Last edited by quicksilver on 19 May 2020, 22:49, edited 1 time in total.
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bring_it_on

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Unread post19 May 2020, 22:19

quicksilver wrote:
bring_it_on wrote:^The info is from the FY21 budget documents. Also note, at FRP the Navy's F-35C buy (DON) is roughly the same or better than what they requested for the SH over the last 3-5 years. So anywhere between 2 dozen to 3 dozen F-35C's can be expected to join the fleet per year starting 2026/2027 or so.


I’d be interested in understanding what specific components drive that; I am more inclined to view that as a negotiated ‘allocation’ of capacity based first on A model capacity and funded PNR.


I agree. This is why i mentioned a 'soft cap' though increasing that will likely have a non-recurring cost component. Though from a long term sustained acquisition perspective the Navy will eventually get to about 30 F-35C's a year by FY25 based on its current funding profile. That's a 40% increase in annual buy from FY20 to FY25. That is probably where it needs to be in terms of recapitalization. If given the choice of a larger annual buy vs extending the program out by a few years, I think the Navy would prefer the latter as this allows them some wiggle room if FA-XX/NGF gets delayed for whatever reasons.
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wolfpak

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Unread post19 May 2020, 22:57

FWIW when building more than one variant on a common assembly line production ratios (allocating capacity) between variants (styles in the auto industry) are based on line balance and tooling. Line balance being the allocation of manpower on the line between variants such that it maximizes efficiency of the workforce. I'm sure the three F-35 variants require differing amounts of manhours to build. What you don't want is for employees to stand idle while the low manhour aircraft pass their workstation or for them to fall behind because of too great of a workload when the high manhour one passes thru. As for tooling you only buy so many tools, ie: mill and drill system, jigs and assembly fixtures. These are bought in the ratio of the expected production totals. For example if it is determined that the orders for the variants are: A-60, B-20, C-20 per year than you would only purchase the amount of tooling needed to support those numbers. A quick and easy way to double production would be to add a shift. A more expensive way would be to add an additional assembly line. If you add a line you could line balance to a different ratio or have it build only one of the variants. The big cost here is in the additional tooling.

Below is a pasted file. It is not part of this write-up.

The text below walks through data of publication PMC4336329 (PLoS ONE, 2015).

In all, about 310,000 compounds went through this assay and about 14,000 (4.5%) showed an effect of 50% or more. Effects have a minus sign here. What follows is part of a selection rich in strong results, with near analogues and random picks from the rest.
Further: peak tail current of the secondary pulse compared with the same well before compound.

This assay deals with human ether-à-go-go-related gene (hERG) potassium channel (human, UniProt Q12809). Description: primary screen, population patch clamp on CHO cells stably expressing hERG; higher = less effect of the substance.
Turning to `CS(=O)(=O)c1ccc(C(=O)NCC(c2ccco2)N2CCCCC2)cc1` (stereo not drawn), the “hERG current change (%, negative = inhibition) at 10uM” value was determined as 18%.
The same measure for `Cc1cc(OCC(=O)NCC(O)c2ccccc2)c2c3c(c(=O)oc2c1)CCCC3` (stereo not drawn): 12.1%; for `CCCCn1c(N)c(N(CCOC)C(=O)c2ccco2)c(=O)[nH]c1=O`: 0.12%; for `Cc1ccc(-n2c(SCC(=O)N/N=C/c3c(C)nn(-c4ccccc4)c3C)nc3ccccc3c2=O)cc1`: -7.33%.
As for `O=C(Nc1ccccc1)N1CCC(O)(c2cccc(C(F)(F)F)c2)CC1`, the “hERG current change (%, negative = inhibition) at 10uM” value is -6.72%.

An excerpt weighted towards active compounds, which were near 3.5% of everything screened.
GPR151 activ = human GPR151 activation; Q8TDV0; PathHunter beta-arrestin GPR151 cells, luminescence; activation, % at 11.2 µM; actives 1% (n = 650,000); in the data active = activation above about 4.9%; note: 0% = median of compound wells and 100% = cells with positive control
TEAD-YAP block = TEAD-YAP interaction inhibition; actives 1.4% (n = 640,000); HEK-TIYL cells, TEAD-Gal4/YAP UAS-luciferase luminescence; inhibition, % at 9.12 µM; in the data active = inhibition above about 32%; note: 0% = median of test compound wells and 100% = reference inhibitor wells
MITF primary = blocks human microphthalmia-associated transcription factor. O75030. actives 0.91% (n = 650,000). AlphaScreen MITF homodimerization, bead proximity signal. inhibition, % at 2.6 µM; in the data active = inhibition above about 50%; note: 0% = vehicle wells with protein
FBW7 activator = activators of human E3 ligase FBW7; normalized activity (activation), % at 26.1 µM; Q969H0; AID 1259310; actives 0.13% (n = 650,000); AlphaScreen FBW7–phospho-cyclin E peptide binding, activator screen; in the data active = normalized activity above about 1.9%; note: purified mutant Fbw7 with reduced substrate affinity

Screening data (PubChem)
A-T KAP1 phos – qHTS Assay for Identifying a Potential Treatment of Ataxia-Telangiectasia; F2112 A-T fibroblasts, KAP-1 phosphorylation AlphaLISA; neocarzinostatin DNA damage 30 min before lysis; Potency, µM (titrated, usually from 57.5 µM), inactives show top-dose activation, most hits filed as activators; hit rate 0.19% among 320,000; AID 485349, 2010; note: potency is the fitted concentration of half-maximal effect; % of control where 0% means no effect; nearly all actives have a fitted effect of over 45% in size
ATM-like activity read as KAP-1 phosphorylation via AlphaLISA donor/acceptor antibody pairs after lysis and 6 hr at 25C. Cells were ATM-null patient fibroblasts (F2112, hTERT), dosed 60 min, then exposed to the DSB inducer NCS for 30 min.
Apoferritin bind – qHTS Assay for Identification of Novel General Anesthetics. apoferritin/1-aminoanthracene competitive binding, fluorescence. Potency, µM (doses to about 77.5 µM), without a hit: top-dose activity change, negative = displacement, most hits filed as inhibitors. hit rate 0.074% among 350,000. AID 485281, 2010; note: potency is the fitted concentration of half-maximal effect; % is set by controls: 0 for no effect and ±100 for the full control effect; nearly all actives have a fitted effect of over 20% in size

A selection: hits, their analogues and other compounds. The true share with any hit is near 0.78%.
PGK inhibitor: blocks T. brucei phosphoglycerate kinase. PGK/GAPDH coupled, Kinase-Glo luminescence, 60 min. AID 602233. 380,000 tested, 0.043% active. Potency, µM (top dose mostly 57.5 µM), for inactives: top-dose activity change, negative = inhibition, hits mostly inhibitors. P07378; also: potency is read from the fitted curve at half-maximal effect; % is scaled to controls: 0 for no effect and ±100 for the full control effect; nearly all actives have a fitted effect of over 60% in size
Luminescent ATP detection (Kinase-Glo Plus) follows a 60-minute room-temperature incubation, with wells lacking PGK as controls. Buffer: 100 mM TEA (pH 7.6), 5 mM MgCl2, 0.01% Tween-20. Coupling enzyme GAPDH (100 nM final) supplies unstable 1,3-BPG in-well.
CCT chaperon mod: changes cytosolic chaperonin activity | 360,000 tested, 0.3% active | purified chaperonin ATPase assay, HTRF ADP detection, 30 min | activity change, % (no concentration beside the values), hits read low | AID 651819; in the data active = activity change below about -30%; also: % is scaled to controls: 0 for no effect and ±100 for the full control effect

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bring_it_on

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Unread post19 May 2020, 23:52

That's a good breakdown of how they plan these things. I think barring a significant change in the total need I don't really see the navy buying more than 30 F-35C's per year through this decade. They may get slightly more than that after congressional additions but I think that 28-32 is likely to be the sweet spot in terms of what the Navy requests in the FY25 to FY30 timeframe.

Does anyone have a handy chart of when carrier mods are slated to occur and when all the Nimitz class carriers and Ford class carriers are capable of deploying the F-35? If they accelerate the buy they'd probably have to accelerate that schedule as well .
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Corsair1963

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Unread post20 May 2020, 00:47

bring_it_on wrote:That's a good breakdown of how they plan these things. I think barring a significant change in the total need I don't really see the navy buying more than 30 F-35C's per year through this decade. They may get slightly more than that after congressional additions but I think that 28-32 is likely to be the sweet spot in terms of what the Navy requests in the FY25 to FY30 timeframe.

Does anyone have a handy chart of when carrier mods are slated to occur and when all the Nimitz class carriers and Ford class carriers are capable of deploying the F-35? If they accelerate the buy they'd probably have to accelerate that schedule as well .


I would expect to see considerable movement of aircraft and upgrades in the coming years. As it is very fluid at the moment...


As a matter of fact they recently moved VFA-97 (Warhawks) from CVW-9 to CVW-8. So, it can deploy with the New USS Gerald R Ford come 2022.

8)
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Unread post20 May 2020, 03:05

I wasn't aware of the CVN-78 being able to deploy the F-35C by 2022 or its first deployment whenever that occurs. Is there any information to that end (in the public domain)? Most of the information that I've seen points to it receiving upgrades after some of the other carriers in the class and not in time for the first deployment. How long are these upgrades expected to take and will it delay its first deployment?
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Unread post20 May 2020, 03:38

There is a lot of pressure from Congress for CVNs to be upgraded to FULLY OPERATE F-35Cs otherwise they can all host the F-35C, even without the UPgrades to JBDs (for long, sequential F-35C launches), secure briefing spaces, comms etc.

The upgrade to FORD has been slated for an earlier time by Congress. However all these plans are and have been subject to various changes for various reasons and throw in the COVID-19 with long deployments for some CVNs and we all guess.